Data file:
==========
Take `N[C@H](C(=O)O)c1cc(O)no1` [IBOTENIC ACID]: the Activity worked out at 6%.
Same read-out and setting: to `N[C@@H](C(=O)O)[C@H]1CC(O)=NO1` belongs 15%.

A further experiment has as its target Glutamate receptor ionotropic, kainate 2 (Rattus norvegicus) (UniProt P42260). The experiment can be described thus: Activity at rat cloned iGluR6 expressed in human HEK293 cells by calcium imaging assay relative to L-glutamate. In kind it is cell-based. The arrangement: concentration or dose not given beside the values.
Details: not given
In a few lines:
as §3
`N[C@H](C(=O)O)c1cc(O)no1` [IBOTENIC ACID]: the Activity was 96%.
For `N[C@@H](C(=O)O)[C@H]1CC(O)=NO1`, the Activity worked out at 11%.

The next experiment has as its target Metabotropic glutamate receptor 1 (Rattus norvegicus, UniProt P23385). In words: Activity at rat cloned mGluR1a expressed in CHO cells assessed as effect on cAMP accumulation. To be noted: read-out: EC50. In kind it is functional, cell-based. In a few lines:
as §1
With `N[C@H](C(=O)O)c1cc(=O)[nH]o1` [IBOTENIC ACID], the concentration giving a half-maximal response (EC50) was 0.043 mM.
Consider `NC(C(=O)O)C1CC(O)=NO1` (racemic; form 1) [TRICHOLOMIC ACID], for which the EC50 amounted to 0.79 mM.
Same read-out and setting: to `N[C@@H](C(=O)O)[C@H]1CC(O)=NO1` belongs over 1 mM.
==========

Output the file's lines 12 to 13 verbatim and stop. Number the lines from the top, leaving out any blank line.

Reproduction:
Consider `NC(C(=O)O)C1CC(O)=NO1` (racemic; form 1) [TRICHOLOMIC ACID], for which the EC50 amounted to 0.79 mM.
Same read-out and setting: to `N[C@@H](C(=O)O)[C@H]1CC(O)=NO1` belongs over 1 mM.